Income Tax Return Deduction Refund Concept

By. Michael W. Brooks, Esq.

The US government shutdown finally ended on January 28th– five weeks after it started. The full force of the IRS is back at work. What does this mean for the (in many cases) large refunds due to the non-US persons who sold US real estate in 2018 (and before), who were subject to a 15% IRS withholding tax (15% of the gross sales price must be sent into the IRS at the close of the sale…that’s the US tax law for non-US persons selling US real estate (known as “FIRPTA”))? In a normal period, a foreign investor who sold US real estate in one calendar year (where the 15% was sent into the IRS at the close of the transaction), could probably count on receiving their withholding tax refund around the summer or fall of the following calendar year (provided they were working with a tax professional who knew foreign real estate seller tax withholding system well- such as DIRECTS, Inc.). But in (late 2018 and) early 2019, the US experienced a five-week government shutdown, where a closed IRS still received thousands of forms, letters and overall correspondence from individuals from the US and not from the US. That’s a lot of piled and backed up correspondence IRS officials just back at work are going to have to sift through (are they even permitted to process tax refunds without first going thought the huge pile up in unopened mail?). In addition, each January apparently the IRS engages in a considerable amount of training of new employees (and even older ones), as each tax year brings with it changes that differ from prior years, and all IRS employees must prepare for the new changes. So even though the shutdown is already in the rear-view mirror, many tax experts are predicting significant delays to the IRS refund schedule caused by the mess the 2019 shutdown caused to the IRS in January 2019. While all this is going on at the IRS, we still have so many 2018 (and earlier) non-US sellers of US real who ae expecting big refunds in 2019. Will this IRS delay affect them? Let’s explore below.

The Shutdown’s Effect on The Withholding Tax Refunds Due to 2018 Foreign Sellers of US Real Estate

我是一名中国公民,3年前出售了我在尓湾的房子但是一直没有拿回之前售房时被国税局根据美国房地产税收法(FIRPTA)所扣押的30万美金预扣税。现在我还有机会拿回这30万美金预扣税吗?当然可以!!

作者:Michael W. Brooks (税务律师/DIRECTS 董事长)

Angela Li (DIRECTS 国际税务部经理)

By Michael W. Brooks, Esq.

President DIRECTS

At DIRECTS (Domestic and International Real Estate Closing Tax Services, Inc.), all day, every day, we work on tax matters relating to FIRPTA (the Foreign Investment in Real Property Tax Act). We work for clients from throughout the world who invest in real estate throughout the United States, but most of our clients own (or owned) real estate in California, and some of our clients are owed tax refunds from the IRS from real estate sales years which took place several years ago.

By Michael W. Brooks, Esq. (President DIRECTS)

In January 2017, the IRS suspended the right of privately licensed tax professionals and companies (such as my firm- DIRECTS) to certify non-US passports, which slowed down significantly the time it took for a non-US person who sold US real estate to obtain an ITIN (an Individual Taxpayer ID Number)  in connection with their real estate sale, and therefore slowed down significantly the time it took for non-US persons to obtain a refund of the mandatory (up-front at the time of sale of US real estate) IRS withholding tax. By the end of 2017, the IRS had reinstated the right to private certifying acceptance agents to certify passports, but a lot of damage had already been done.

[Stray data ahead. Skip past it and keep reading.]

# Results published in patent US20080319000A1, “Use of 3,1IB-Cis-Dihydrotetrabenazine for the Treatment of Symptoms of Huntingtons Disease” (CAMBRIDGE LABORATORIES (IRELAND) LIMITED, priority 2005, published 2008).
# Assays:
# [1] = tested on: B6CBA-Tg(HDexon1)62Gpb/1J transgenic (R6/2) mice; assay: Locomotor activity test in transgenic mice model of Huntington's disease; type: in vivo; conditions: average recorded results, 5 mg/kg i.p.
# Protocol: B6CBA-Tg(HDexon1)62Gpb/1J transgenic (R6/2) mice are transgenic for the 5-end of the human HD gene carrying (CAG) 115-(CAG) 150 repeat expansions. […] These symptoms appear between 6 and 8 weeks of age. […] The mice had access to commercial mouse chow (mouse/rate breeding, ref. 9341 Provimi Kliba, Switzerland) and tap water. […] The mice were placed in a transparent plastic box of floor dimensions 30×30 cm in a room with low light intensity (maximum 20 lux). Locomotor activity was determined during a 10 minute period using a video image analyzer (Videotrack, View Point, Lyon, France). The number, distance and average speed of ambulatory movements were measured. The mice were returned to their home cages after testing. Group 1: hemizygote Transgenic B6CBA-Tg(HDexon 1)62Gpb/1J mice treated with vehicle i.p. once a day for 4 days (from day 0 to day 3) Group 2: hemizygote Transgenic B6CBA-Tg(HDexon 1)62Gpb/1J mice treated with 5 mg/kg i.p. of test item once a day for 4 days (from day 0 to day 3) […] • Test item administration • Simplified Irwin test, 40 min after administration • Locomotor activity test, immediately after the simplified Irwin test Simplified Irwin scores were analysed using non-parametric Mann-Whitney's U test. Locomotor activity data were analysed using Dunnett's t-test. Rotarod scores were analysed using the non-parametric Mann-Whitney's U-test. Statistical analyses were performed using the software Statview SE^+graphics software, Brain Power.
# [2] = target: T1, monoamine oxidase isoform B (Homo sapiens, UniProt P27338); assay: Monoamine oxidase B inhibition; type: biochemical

Recall the Basic Rules of FIRPTA, and What the Goal of the Foreign Seller is with Respect to FIRPTA- Get the Big Refund!

作者:Michael W. Brooks 律师和 Angela Li

我们在第一篇博客中提到使外国房地产投资者避免向国税局缴纳增值税并在税法1031相同或类似资产交换(LIKE-KIND EXCHANGE)规定的时间内另外购置一栋相同价值的房屋的最好解决方案是进行国税局8288-B预扣税快速退还申请。办理程序需要在房屋结束交易前提交8288-B预扣税快速退还申请,同时产权过户公证公司在他们的信托帐户暂时托管这15%的预扣税大约4个月直到申请获得国税局的批准。回到我们以上的中国投资者准备进行1031相同或类似资产交换(LIKE-KIND EXCHANGE)的申请的例子,如果投资者在专业税务服务公司如DIRECTS的帮助下,在尔湾房屋交易结束前提交8288-B预扣税快速退还申请(同时也向国税局证明投资者准备进行1031相同或类似资产交换(LIKE-KIND EXCHANGE)的申请,因此出售尔湾房屋时不用缴纳任何税),产权过户公证公司同意销售结束后在信托帐户托管预扣税几个月,中国投资者可以在税法1031相同或类似资产交换(LIKE-KIND EXCHANGE)要求的180天时间段内获得预扣税快速退税的批准,获得产权过户公证公司预扣税22万5千美金的退还并及时完成新港海滩房屋的购买。在产权过户公证公司的帮助下,中国投资者可以不用缴纳6万美金的增值税(同时也不用向国税局缴纳预扣税22万5千美金并要等到明年才可以申请退回)的情况下来及时购买一栋新港海滩房屋。

Michael W. Brooks 税务律师是国内, 国际房地产交易税务服务公司(DIRECTS)的董事长和创办人。DIRECTS是一家专门为外国房地产投资者提供各项税务服务的专业税务公司,包括协助产权过户公证公司办理外国投资者的预扣税快速退还申请及其它各项税务业务。DIRECTS目前在Arcadia, Irvine和Palm Desert都有办公室。公司电话:(626) 684-0428, 公司邮箱:info@directsllp.com 公司网址www.directsinternationaltax.com

 

作者:Michael W. Brooks 律师 和 Angela Li

同美国公民一样,非美国公民和企业也同样适用于税法1031相同或类似资产交换(LIKE-KIND EXCHANGE)的条例。投资美国个人和商业房地产的外国投资者被允许延迟缴纳已经出售房产的增值部分的税,只需要投资者在出售房产后45天内选定一个新的“替代”房产并在出售房产后的180天内完成新房产的购买程序。例如:一位中国公民在Irvine(尔湾)购买了价值100万美金的房屋作为投资屋。3年后,尔湾房地产市场增值,有人出价150万美金要购买这位中国公民的房子。如果中国投资者直接出售房屋并没有做1031相同或类似资产交换(LIKE-KIND EXCHANGE),投资者需要缴纳国税局大约6万美金的税(50万美金盈利减去大约10万美金房屋中介交易费等,剩下40万美金乘以15%的资本增值税率等于6万美金)。然而,如果我们的中国投资者在出售尔湾房产(“放弃房产”)后180天内在Newport Beach(新港海滩)购买另外一栋价值150万美金的房子(“替代房产”),中国投资者可以通过进行税法1031相同或类似资产交换(LIKE-KIND EXCHANGE)立即避免向国税局缴纳6万美金的税。

但是外国投资者售房时15%(按照房屋售价计算)的外国人预扣税怎么办?产权过户公证公司必须上缴15%的预扣税因为中国投资者是外国公民?或者可以因为中国投资者准备进行1031相同或类似资产交换(LIKE-KIND EXCHANGE)而自动免除外国人投资美国房地产税收法(FIRPTA)的15%预扣税的规定?答案是产权过户公证公司仍然必须上缴15%的预扣税,即使中国投资者准备进行1031相同或类似资产交换(LIKE-KIND EXCHANGE)。一般来讲产权过户公证公司必须在房屋结束交易后20天内上缴15%的预扣税到国税局。在我们以上的例子中,出售尔湾房产时,产权过户公证公司必须扣押150万美金售价的15%也就是22万5千美金,正常程序是把这22万5千美金在房屋结束交易后20天内上缴到国税局。同时,我们准备进行1031相同或类似资产交换(LIKE-KIND EXCHANGE)的中国投资者必须在尔湾房子结束交易后的180天内完成价值150万美金新港海滩房屋的购买,投资者当然需要22万5千美金来完成购买。可是22万5千美金已经被缴纳到了国税局,并需要等到明年才能申请退回而因此来不及用于新港海滩房屋购买。所以中国投资者必须另外准备一笔22万5千美金用于购买新港海滩房屋,如果他有这笔多余现金的话。他也可以申请贷款。或者,也是最好的解决方案就是进行国税局8288-B预扣税快速退还申请,也是预扣税免进国税局的申请。